More than 1,500 hospitality workers had lost their jobs as of mid-September at hotels, the Baltimore Convention Center, Royal Farms Arena and other event centers, according to UNITE HERE Local 7, the union that represents them.

Other cities, including Los Angeles, have taken similar steps to protect workers.

But the Young administration’s law department said the return-to-work bill was not the right way to help workers. It said legislation mandating an employer rehire a laid-off person is “an unconstitutional impairment of the employer/employee freedom of contract.”

That legal interpretation was dismissed by other attorneys who testified before the City Council, including those with the Public Justice Center.

The Maryland Hotel Lodging Association also opposed the legislation. Representatives said the bills would strip them of flexibility to recover from the economic crisis, as it would require them to hire employees back based on seniority. That may not align with their immediate needs, they said.

Workers with years of experience in the industry testified to the council in favor of the bill. William Murray, a longtime banquet server at Baltimore Marriott Waterfront, told the council he’s been laid off since March.

“The COVID-19 crisis has hit our industry hard,” he said. “We have stood by our employer and made them successful for years. We deserve the right to have some certainty that we will be able to return to our jobs.”

Also at Monday’s meeting, Democratic City Council President Brandon Scott introduced a bill to establish a program to provide some tenants with legal counsel during eviction proceedings.

Housing activists are bracing for a wave of evictions as COVID-19 continues to wreak economic turmoil. They’ve long pushed for the city to provide tenants with free lawyers when they face being kicked out of their homes.

A recent study, funded by the Abell Foundation, estimates it would cost $5.7 million to provide about 7,000 tenants with representation. By keeping people out of homelessness, the study said it would save more than six times that. It also found that 96% of landlords had representation to argue their cases in rent court, while only 1% of tenants had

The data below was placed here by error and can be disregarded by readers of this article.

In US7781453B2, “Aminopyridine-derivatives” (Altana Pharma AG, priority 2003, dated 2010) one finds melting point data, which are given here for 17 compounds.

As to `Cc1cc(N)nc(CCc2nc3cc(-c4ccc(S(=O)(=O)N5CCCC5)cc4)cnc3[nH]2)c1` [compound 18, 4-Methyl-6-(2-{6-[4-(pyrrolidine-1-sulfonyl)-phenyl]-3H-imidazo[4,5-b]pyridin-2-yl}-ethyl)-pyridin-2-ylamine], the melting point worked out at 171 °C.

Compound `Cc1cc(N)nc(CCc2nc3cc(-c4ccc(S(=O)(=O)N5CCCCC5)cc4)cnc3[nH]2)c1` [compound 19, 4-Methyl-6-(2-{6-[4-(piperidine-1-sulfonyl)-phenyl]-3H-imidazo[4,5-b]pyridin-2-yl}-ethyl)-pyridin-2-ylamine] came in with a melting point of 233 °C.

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Uber, Lyft spend big in California to oppose even costlier gig worker law

By Tina Bellon



a close up of a sign: A sign marks a rendezvous location for Lyft and Uber users at San Diego State University in San Diego


© Reuters/Mike Blake
A sign marks a rendezvous location for Lyft and Uber users at San Diego State University in San Diego

(Reuters) – Uber Technologies Inc and Lyft Inc together are spending nearly $100 million on a November California ballot initiative to overturn a state law that would compel them to classify drivers as employees.

That sum looks less huge, however, than the potential costs of complying with the existing law, according to a Reuters analysis.

The two ride-hailing companies would each face more than $392 million in annual payroll taxes and workers’ compensation costs even if they drastically cut the number of drivers on their platforms, a Reuters calculation showed.

Using a recently published Cornell University driver pay study in Seattle as a basis, Reuters calculated that each full-time driver would cost the company, on average, an additional $7,700. That includes roughly $4,560 in annual employer-based California and federal payroll taxes and some $3,140 in annual workers’ compensation insurance, which is mandated in California.

The companies say they would need to significantly hike prices to offset at least some of those additional costs, which in turn would likely cause a decrease in consumer demand, but cushion the blow of the added costs to the bottom line.